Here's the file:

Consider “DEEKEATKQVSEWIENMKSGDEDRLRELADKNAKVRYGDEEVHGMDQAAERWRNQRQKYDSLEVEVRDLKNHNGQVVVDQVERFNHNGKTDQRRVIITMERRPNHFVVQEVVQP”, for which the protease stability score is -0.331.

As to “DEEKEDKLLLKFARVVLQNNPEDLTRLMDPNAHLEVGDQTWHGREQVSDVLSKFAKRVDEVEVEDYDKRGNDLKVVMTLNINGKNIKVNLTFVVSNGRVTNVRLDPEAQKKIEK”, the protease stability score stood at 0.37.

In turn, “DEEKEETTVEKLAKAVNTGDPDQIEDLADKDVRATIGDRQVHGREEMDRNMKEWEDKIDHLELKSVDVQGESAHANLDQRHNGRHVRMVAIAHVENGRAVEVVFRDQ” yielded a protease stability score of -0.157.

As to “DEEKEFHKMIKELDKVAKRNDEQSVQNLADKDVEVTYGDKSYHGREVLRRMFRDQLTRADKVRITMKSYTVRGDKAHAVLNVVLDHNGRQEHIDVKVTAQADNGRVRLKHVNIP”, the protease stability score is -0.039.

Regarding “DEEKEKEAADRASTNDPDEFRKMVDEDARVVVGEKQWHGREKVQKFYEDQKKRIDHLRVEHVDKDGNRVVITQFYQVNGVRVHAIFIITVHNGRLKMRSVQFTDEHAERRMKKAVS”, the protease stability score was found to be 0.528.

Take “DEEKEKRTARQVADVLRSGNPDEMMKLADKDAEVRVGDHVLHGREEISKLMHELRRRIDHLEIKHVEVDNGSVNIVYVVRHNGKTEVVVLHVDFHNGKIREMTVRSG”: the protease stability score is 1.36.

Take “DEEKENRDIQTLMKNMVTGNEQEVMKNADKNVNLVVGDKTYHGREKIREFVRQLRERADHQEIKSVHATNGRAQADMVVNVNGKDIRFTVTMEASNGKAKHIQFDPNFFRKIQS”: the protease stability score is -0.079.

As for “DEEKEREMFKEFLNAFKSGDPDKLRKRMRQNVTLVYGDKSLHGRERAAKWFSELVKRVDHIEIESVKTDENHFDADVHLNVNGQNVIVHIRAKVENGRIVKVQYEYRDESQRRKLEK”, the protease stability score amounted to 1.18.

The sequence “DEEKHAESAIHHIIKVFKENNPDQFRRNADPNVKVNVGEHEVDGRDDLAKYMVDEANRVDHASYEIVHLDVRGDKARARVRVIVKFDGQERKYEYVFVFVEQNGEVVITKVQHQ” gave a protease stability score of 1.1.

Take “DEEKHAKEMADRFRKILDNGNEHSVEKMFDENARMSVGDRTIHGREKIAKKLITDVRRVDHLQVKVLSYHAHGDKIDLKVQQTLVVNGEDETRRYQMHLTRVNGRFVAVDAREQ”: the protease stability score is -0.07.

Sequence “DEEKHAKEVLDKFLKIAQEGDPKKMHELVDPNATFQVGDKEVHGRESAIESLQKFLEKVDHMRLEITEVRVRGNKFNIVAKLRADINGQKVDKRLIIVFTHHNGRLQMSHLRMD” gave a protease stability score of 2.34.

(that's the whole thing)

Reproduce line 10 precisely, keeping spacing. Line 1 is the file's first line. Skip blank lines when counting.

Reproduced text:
Take “DEEKHAKEMADRFRKILDNGNEHSVEKMFDENARMSVGDRTIHGREKIAKKLITDVRRVDHLQVKVLSYHAHGDKIDLKVQQTLVVNGEDETRRYQMHLTRVNGRFVAVDAREQ”: the protease stability score is -0.07.